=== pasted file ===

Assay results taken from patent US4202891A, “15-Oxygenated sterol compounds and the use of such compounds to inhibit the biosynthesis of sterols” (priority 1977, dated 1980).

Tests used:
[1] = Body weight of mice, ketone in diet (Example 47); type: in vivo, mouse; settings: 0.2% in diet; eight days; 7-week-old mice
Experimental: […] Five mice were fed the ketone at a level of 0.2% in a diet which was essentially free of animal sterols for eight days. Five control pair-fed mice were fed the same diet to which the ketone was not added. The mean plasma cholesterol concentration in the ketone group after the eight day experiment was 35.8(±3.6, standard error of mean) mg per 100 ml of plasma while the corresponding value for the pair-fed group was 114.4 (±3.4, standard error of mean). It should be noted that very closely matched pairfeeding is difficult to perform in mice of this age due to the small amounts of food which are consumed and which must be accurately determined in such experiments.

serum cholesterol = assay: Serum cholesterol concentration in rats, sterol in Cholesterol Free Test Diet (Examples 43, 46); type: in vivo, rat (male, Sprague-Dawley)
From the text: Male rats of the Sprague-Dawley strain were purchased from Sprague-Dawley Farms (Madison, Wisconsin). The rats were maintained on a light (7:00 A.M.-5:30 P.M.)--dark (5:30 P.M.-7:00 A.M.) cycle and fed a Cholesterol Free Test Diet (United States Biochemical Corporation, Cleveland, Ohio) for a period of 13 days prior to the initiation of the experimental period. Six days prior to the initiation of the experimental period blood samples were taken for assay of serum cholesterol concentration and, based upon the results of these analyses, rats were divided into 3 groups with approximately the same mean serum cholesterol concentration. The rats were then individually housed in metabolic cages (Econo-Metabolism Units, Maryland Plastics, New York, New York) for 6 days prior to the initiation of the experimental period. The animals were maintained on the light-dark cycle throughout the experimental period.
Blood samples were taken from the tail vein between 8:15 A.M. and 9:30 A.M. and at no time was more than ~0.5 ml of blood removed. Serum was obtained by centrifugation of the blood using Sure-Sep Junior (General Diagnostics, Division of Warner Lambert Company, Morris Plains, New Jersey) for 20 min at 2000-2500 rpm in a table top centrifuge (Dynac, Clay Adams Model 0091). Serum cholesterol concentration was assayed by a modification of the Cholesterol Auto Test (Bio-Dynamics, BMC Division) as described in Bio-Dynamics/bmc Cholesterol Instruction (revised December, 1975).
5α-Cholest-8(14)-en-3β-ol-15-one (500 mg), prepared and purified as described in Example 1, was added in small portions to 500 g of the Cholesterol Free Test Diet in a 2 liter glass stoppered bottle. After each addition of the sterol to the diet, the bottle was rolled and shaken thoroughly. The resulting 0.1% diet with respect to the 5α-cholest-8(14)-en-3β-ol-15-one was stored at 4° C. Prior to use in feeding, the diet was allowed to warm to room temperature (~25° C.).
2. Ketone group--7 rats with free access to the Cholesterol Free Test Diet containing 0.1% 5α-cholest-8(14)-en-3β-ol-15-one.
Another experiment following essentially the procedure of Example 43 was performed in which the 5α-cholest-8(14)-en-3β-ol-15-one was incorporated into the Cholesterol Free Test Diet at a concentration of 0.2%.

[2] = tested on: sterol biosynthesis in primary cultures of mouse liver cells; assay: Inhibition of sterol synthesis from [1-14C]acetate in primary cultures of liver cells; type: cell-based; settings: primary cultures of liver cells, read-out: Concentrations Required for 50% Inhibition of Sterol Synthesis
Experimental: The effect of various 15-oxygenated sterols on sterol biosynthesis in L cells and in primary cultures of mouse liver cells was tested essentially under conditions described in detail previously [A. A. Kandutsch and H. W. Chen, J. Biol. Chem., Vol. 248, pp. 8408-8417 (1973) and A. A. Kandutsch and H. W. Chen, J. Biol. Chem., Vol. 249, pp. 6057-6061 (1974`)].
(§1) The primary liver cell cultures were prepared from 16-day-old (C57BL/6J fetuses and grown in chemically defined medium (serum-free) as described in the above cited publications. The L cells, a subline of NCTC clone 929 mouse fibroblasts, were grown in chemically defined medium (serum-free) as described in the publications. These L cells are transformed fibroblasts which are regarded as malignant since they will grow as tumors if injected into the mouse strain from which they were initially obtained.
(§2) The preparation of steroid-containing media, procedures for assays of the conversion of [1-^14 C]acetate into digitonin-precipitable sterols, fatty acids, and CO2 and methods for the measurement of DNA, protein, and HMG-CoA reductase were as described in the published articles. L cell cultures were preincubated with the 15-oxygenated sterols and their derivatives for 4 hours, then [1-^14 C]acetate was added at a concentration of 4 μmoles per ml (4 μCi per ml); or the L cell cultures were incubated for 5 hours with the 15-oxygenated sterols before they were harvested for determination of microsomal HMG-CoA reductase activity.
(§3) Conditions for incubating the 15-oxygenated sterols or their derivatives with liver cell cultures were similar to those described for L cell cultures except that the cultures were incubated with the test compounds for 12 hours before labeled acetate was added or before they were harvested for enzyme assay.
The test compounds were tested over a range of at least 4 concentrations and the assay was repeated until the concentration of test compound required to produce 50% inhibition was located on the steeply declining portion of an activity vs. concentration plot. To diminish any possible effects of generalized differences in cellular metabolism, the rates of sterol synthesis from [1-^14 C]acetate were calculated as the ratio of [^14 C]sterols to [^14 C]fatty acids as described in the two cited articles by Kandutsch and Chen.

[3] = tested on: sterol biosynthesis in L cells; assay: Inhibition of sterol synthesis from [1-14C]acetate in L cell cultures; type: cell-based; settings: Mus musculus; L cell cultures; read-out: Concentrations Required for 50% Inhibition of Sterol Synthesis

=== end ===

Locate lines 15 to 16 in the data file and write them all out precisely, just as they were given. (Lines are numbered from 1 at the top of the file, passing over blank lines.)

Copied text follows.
(§3) Conditions for incubating the 15-oxygenated sterols or their derivatives with liver cell cultures were similar to those described for L cell cultures except that the cultures were incubated with the test compounds for 12 hours before labeled acetate was added or before they were harvested for enzyme assay.
The test compounds were tested over a range of at least 4 concentrations and the assay was repeated until the concentration of test compound required to produce 50% inhibition was located on the steeply declining portion of an activity vs. concentration plot. To diminish any possible effects of generalized differences in cellular metabolism, the rates of sterol synthesis from [1-^14 C]acetate were calculated as the ratio of [^14 C]sterols to [^14 C]fatty acids as described in the two cited articles by Kandutsch and Chen.